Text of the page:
1. Oxeye daisies have gotta be my all time favorite flower. I've got packets of seeds but for some reason haven't had time to sow them yet. You've reminded me now so I'll do it this weekend.
    Sure hope you're ok with all that devastating weather you've been having.

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  2. Dear Rebecca, Ox-eyed daisy is one of my favorites, too. But the multi-flora rose is a terrible problem on our property. Still, for a few days each year when it is in bloom, it is so pretty. P. x

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  3. Even the chicken coop has a green roof ;~)

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  4. A wonderful WW post and I loved the automatic chicken feeder video. It reminds me of the piano playing chickens I used to see when we visited those road side attractions in the Ozarks. gail ps Love Ox-Eyes, too.

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  5. Hi Rebecca, thanks so much for stopping by my blog. I love your variety of wildflowers! How nice to have that book of Missouri wildflowers. I have one wildflower book of my area of South Carolina, but think I need more!

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  6. Love the wildflower picks, and the Ohio Spiderwort is really pretty. I'm glad you captured those beautiful blooms--too bad they only open for one day.

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  7. what a lovely group of wildflowers Rebecca, I love the daisy flower so love the oxeye daisies mine are only in bud, I like the Robin's plantain I never knew there is a plantain with daisy flowers, I also really like the spiderworts I am seeing on people's blogs, Frances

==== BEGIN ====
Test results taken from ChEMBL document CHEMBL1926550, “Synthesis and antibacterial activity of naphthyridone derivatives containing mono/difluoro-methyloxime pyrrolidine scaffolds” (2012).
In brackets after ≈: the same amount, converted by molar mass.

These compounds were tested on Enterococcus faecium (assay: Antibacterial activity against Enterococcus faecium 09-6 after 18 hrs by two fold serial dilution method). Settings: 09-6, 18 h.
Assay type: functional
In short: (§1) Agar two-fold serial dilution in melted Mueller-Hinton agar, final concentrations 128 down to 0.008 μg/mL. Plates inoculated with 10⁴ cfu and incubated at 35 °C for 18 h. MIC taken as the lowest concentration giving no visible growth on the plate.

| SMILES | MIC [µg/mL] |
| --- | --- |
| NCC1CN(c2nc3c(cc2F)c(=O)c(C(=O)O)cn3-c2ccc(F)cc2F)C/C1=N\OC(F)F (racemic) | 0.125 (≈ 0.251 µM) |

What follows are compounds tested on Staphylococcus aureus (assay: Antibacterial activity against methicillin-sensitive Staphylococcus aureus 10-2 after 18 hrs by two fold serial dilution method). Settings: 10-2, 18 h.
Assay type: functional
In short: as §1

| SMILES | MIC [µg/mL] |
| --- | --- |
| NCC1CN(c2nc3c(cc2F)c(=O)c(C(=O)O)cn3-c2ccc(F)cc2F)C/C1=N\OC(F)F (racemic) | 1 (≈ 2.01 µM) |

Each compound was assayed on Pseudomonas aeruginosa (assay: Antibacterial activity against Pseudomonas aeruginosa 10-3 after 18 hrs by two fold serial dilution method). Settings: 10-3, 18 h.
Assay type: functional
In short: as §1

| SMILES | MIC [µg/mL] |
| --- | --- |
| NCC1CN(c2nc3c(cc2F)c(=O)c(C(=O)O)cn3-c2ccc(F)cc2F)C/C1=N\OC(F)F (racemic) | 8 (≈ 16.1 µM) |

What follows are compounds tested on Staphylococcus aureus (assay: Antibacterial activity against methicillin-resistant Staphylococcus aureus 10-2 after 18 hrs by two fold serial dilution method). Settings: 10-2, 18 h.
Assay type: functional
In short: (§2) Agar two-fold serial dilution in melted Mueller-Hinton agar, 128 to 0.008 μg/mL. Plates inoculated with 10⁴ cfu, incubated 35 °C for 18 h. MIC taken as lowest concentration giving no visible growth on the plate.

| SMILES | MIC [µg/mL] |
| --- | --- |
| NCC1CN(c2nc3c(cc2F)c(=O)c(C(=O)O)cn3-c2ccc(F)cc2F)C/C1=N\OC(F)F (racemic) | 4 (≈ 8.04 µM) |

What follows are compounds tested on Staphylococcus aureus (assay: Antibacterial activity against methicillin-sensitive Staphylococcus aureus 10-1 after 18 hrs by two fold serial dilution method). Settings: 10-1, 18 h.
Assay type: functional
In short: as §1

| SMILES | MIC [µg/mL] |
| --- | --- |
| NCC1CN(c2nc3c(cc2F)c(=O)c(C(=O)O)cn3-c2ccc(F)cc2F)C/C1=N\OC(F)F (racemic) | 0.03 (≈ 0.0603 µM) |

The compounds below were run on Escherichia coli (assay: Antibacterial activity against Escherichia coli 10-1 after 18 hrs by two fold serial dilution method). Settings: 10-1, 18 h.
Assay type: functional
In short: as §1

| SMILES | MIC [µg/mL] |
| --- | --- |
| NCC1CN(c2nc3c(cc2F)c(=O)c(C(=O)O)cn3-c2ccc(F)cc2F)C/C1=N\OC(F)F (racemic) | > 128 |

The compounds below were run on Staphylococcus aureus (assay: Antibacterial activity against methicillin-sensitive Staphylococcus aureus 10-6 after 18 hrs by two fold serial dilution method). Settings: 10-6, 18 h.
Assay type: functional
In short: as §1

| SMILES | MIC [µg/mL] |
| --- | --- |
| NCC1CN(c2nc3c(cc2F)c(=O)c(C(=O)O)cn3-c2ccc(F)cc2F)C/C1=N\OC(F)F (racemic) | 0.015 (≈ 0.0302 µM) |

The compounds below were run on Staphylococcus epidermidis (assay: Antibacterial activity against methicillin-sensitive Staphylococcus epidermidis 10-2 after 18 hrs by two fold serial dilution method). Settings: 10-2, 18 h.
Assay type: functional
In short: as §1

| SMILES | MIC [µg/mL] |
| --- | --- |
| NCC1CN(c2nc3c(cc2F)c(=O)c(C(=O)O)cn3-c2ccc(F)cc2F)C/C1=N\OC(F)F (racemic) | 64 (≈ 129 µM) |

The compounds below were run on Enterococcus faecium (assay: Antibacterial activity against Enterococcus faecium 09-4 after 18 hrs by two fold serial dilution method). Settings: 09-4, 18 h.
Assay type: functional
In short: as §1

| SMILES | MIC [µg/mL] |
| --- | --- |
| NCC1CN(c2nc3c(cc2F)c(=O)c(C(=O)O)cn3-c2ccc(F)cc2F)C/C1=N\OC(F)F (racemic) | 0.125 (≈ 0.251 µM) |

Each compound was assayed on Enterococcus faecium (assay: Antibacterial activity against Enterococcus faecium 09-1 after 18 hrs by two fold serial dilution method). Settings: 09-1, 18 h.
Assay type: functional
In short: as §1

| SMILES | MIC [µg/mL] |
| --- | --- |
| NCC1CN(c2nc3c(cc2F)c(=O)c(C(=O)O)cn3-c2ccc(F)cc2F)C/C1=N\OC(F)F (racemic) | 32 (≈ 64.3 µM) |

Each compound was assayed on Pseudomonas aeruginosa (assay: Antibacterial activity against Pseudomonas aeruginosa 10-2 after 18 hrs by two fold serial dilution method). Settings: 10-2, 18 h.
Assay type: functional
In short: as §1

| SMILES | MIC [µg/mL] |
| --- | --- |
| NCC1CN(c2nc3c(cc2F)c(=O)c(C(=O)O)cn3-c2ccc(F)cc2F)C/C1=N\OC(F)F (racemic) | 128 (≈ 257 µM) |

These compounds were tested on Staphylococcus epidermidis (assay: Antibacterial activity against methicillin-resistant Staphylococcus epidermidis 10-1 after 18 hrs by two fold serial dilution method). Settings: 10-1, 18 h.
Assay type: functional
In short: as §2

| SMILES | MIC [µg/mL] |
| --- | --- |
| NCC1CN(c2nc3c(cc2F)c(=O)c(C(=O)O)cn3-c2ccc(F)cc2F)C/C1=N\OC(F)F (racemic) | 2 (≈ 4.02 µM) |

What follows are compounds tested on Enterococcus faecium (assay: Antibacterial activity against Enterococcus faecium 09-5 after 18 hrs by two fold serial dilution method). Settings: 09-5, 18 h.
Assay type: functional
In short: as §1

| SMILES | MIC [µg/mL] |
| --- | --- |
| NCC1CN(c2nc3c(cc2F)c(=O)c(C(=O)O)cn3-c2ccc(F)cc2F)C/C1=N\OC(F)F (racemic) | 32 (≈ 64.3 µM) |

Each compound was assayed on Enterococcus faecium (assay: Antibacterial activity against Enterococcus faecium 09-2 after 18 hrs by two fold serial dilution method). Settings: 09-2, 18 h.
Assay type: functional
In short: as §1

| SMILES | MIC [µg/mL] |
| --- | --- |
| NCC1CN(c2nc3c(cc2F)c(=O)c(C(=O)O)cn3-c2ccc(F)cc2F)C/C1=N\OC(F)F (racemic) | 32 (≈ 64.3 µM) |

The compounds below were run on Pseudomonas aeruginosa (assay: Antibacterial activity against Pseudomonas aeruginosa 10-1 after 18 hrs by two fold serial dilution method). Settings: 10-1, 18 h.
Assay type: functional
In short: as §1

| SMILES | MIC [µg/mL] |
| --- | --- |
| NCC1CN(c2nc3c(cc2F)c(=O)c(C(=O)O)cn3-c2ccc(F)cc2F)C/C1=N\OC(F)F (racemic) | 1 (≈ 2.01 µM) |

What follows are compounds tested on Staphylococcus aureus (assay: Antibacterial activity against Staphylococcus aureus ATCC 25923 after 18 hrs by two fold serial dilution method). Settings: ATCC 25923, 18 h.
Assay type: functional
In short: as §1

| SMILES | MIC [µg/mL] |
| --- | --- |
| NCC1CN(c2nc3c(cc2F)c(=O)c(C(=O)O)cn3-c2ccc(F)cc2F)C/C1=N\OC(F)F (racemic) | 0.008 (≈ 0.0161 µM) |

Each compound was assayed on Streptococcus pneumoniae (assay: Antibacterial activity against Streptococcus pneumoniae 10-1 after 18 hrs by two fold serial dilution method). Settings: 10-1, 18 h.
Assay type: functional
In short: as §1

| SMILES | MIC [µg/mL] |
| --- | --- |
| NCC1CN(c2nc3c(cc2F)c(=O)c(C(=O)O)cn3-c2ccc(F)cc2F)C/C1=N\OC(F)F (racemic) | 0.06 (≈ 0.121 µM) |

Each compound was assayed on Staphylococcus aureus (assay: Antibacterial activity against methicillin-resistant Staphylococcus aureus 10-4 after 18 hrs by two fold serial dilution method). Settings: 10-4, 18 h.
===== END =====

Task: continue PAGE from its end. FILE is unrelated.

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  8. Love that pipevine, such an interesting flower! Great post.

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  9. You have a beautiful blog! I will have to try Missouri Bee Balm for the dry wildflower meadow.

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  10. I'm growing pipevine for the first time this summer and I hope I have some blooms and butterflies! I love your list of wildflowers. But my favorite pix is the one of your coop with its green roof!! LOVE IT!!

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  11. Oh, how i love finding new gardeners that share the passion of Gardening! I host a garden party on Thursday's called Cottage Flora Thursday's...would love to have you come by & peek around & would love it even better if you'd link a garden post sometime? oxox,tracie

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  12. Lovely to see you appreciating your wildfowers - I think many of us Brits take ours for granted. We have some gorgeous hedgerow flowers in bloom at the moment, including oxeye daisies and wild orchids. Beautiful!

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  13. You have some beautiful Wildflowers, thanks for sharing. :) I love that Pipevine bloom, so cool looking.

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  14. Hi Rebecca,
    I'm glad I made it to your wildflower post. I love that pipevine! How cool! I hope your money plant does well. Mine didn't get very tall, but I have some other little plants, that will probably be larger and bloom next year. I've never heard of the Robin's Plantain. That is a sweet plant, too.

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  15. Gorgeous photos! I'm glad you've had luck attracting pipevine swallowtails. I think their spongey caterpillars are some of the cutest insects I've ever seen.